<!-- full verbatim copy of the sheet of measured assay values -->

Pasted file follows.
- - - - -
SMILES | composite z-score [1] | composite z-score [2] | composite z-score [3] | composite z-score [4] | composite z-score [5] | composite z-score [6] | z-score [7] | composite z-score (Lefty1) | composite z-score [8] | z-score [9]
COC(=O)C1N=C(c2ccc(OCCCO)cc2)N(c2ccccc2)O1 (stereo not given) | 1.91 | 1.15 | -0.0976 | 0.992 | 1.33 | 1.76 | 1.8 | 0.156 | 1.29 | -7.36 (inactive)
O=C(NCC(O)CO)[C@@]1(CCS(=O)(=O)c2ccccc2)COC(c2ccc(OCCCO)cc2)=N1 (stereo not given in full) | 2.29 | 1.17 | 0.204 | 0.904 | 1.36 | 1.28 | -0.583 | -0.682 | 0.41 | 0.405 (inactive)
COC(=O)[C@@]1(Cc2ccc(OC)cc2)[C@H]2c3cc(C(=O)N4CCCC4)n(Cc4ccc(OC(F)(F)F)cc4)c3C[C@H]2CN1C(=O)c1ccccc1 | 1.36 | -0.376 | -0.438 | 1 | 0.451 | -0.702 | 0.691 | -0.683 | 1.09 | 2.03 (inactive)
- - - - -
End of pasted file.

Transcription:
SMILES | composite z-score [1] | composite z-score [2] | composite z-score [3] | composite z-score [4] | composite z-score [5] | composite z-score [6] | z-score [7] | composite z-score (Lefty1) | composite z-score [8] | z-score [9]
COC(=O)C1N=C(c2ccc(OCCCO)cc2)N(c2ccccc2)O1 (stereo not given) | 1.91 | 1.15 | -0.0976 | 0.992 | 1.33 | 1.76 | 1.8 | 0.156 | 1.29 | -7.36 (inactive)
O=C(NCC(O)CO)[C@@]1(CCS(=O)(=O)c2ccccc2)COC(c2ccc(OCCCO)cc2)=N1 (stereo not given in full) | 2.29 | 1.17 | 0.204 | 0.904 | 1.36 | 1.28 | -0.583 | -0.682 | 0.41 | 0.405 (inactive)
COC(=O)[C@@]1(Cc2ccc(OC)cc2)[C@H]2c3cc(C(=O)N4CCCC4)n(Cc4ccc(OC(F)(F)F)cc4)c3C[C@H]2CN1C(=O)c1ccccc1 | 1.36 | -0.376 | -0.438 | 1 | 0.451 | -0.702 | 0.691 | -0.683 | 1.09 | 2.03 (inactive)